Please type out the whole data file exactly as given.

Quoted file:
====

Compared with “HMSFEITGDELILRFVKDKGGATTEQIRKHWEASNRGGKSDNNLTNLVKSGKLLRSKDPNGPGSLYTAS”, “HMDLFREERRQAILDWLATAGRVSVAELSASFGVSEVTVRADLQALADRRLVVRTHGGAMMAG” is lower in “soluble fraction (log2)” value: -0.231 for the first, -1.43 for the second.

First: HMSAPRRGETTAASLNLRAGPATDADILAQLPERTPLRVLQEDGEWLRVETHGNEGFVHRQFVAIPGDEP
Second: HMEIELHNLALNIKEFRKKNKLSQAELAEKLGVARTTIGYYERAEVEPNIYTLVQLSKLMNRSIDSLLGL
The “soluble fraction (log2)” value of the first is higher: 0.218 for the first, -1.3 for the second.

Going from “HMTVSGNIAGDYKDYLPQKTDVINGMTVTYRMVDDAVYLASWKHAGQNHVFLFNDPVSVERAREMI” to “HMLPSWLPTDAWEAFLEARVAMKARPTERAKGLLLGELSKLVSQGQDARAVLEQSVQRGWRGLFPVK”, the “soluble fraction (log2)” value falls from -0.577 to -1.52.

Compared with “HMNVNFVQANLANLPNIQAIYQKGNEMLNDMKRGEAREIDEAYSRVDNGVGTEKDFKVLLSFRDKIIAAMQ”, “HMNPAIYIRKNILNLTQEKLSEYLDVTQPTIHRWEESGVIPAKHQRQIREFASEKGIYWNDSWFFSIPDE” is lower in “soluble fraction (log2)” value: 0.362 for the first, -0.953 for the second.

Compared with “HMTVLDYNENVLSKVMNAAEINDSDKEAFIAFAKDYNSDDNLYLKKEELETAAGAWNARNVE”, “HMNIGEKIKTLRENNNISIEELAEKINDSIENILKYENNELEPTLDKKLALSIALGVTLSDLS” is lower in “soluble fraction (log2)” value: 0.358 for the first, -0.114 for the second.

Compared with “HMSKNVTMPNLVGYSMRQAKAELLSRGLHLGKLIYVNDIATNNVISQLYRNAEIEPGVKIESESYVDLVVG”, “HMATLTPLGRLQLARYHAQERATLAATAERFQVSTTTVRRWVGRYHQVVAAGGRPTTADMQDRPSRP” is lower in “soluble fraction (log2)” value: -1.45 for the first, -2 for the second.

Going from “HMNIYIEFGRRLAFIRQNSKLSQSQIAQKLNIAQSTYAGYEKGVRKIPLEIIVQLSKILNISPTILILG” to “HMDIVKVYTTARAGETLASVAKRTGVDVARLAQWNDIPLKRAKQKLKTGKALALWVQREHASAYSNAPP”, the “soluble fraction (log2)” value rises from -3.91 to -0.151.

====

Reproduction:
Compared with “HMSFEITGDELILRFVKDKGGATTEQIRKHWEASNRGGKSDNNLTNLVKSGKLLRSKDPNGPGSLYTAS”, “HMDLFREERRQAILDWLATAGRVSVAELSASFGVSEVTVRADLQALADRRLVVRTHGGAMMAG” is lower in “soluble fraction (log2)” value: -0.231 for the first, -1.43 for the second.

First: HMSAPRRGETTAASLNLRAGPATDADILAQLPERTPLRVLQEDGEWLRVETHGNEGFVHRQFVAIPGDEP
Second: HMEIELHNLALNIKEFRKKNKLSQAELAEKLGVARTTIGYYERAEVEPNIYTLVQLSKLMNRSIDSLLGL
The “soluble fraction (log2)” value of the first is higher: 0.218 for the first, -1.3 for the second.

Going from “HMTVSGNIAGDYKDYLPQKTDVINGMTVTYRMVDDAVYLASWKHAGQNHVFLFNDPVSVERAREMI” to “HMLPSWLPTDAWEAFLEARVAMKARPTERAKGLLLGELSKLVSQGQDARAVLEQSVQRGWRGLFPVK”, the “soluble fraction (log2)” value falls from -0.577 to -1.52.

Compared with “HMNVNFVQANLANLPNIQAIYQKGNEMLNDMKRGEAREIDEAYSRVDNGVGTEKDFKVLLSFRDKIIAAMQ”, “HMNPAIYIRKNILNLTQEKLSEYLDVTQPTIHRWEESGVIPAKHQRQIREFASEKGIYWNDSWFFSIPDE” is lower in “soluble fraction (log2)” value: 0.362 for the first, -0.953 for the second.

Compared with “HMTVLDYNENVLSKVMNAAEINDSDKEAFIAFAKDYNSDDNLYLKKEELETAAGAWNARNVE”, “HMNIGEKIKTLRENNNISIEELAEKINDSIENILKYENNELEPTLDKKLALSIALGVTLSDLS” is lower in “soluble fraction (log2)” value: 0.358 for the first, -0.114 for the second.

Compared with “HMSKNVTMPNLVGYSMRQAKAELLSRGLHLGKLIYVNDIATNNVISQLYRNAEIEPGVKIESESYVDLVVG”, “HMATLTPLGRLQLARYHAQERATLAATAERFQVSTTTVRRWVGRYHQVVAAGGRPTTADMQDRPSRP” is lower in “soluble fraction (log2)” value: -1.45 for the first, -2 for the second.

Going from “HMNIYIEFGRRLAFIRQNSKLSQSQIAQKLNIAQSTYAGYEKGVRKIPLEIIVQLSKILNISPTILILG” to “HMDIVKVYTTARAGETLASVAKRTGVDVARLAQWNDIPLKRAKQKLKTGKALALWVQREHASAYSNAPP”, the “soluble fraction (log2)” value rises from -3.91 to -0.151.